Passages from the Torah — the first five books of the Hebrew bible — echoed through St. Paul’s/San Pablo Episcopal Church.
It was an unfamiliar sound for some in attendance.
On Sunday, members of different religions came together to celebrate the annual Interfaith Thanksgiving Service at the Salinas San Pablo/St.Paul Episcopal Church.
“When God began to create the heaven and the earth, the earth being unformed and void, with darkness over the surface of the deep, and the spirit of God was hovering over the face of the water,” chanted Cantor Margaret Bruner in Hebrew. “And God said, ‘Let there be light,’ and there was light.”
The full chant was repeated in Spanish, followed by an excerpt from Braiding Sweetgrass .
Last year's service was done through a livestream due to COVID-19 restrictions, and had only been held at all a handful of times prior to the pandemic. Attendees were instructed to keep their masks on at all times, said Steven Lundin, pastor of the First United Methodist Church.
“This is a group that we started about five years ago,” Lundin said. “We keep trying to expand it to include more faiths, so we could come together to serve and to work for the common good of our community.”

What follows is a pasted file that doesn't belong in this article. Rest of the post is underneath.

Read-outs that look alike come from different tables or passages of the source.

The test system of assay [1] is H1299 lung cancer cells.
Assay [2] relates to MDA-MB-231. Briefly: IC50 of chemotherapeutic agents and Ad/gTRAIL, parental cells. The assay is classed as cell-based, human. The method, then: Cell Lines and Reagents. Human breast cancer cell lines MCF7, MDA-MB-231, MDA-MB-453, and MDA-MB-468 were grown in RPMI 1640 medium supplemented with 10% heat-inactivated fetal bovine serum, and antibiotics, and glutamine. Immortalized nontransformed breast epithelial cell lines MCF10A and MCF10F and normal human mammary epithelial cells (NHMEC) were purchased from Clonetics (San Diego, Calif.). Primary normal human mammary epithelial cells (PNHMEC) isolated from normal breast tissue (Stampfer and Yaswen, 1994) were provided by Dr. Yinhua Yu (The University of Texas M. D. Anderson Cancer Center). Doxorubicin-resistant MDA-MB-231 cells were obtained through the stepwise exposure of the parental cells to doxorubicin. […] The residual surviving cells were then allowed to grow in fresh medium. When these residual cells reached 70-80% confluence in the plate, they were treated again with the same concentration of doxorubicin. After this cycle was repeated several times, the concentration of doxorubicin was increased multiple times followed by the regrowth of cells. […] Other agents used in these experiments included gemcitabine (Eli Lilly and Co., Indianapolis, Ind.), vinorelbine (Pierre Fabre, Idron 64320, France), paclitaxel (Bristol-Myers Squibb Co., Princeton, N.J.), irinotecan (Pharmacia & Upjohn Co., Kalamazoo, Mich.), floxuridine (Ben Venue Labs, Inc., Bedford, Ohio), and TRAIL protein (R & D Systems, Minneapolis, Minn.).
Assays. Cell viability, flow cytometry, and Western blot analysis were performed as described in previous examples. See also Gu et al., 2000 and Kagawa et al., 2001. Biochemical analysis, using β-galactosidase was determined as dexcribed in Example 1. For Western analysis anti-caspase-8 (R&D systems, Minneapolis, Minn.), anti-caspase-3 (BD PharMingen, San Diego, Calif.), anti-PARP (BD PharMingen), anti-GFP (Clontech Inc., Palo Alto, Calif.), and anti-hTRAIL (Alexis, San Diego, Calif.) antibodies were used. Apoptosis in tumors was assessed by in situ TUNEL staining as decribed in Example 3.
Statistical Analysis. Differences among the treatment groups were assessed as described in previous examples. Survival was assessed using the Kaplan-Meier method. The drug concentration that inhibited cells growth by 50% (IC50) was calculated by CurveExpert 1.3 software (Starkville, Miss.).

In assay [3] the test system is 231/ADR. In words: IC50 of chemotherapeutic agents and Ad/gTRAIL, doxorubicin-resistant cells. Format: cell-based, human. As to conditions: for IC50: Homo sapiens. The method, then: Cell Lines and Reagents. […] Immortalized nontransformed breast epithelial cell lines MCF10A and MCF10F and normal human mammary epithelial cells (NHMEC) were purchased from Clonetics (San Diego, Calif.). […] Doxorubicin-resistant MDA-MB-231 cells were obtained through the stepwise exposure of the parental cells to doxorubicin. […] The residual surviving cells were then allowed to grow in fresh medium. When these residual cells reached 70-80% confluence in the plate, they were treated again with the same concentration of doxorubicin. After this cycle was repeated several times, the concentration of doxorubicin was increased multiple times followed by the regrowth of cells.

In February the Centers for Disease Control (CDC) published considerations to help communities of faith practice their beliefs while keeping their congregations safe.
These include: correctly and consistently wearing a mask, avoiding poorly ventilated spaces, staying at least six feet away from people in different households, hand-washing, getting tested, and getting vaccinated.
With these considerations in place during the interfaith service, all who attended were able to come together and connect in-person over the shared purpose of celebrating Thanksgiving and each other.
Seven churches, a temple, and the Sufi Tradition were represented by the Interfaith Group of Salinas at the service.
Members of Estampa De Las Americas dancers were also in attendance and danced on stage, with their vibrant red dresses swinging from side to side as they performed the upbeat traditional baile folklorico dance.
“So, friends, every day do something that won’t compute,” Rev. Andy Rausch of Northminster Presbyterian said in the concluding prayer. “Love the Lord. Love the world. Work for nothing. Plant sequoias. Be joyful though you have considered all the facts. And practice resurrection.”
David Rodriguez is the education reporter and staff photographer for The Salinas Californian. For any tips or story ideas you can email him at firstname.lastname@example.org. Subscribe to support local journalism.
This article originally appeared on Salinas Californian: ‘Let there be light’: Church brings community together with interfaith service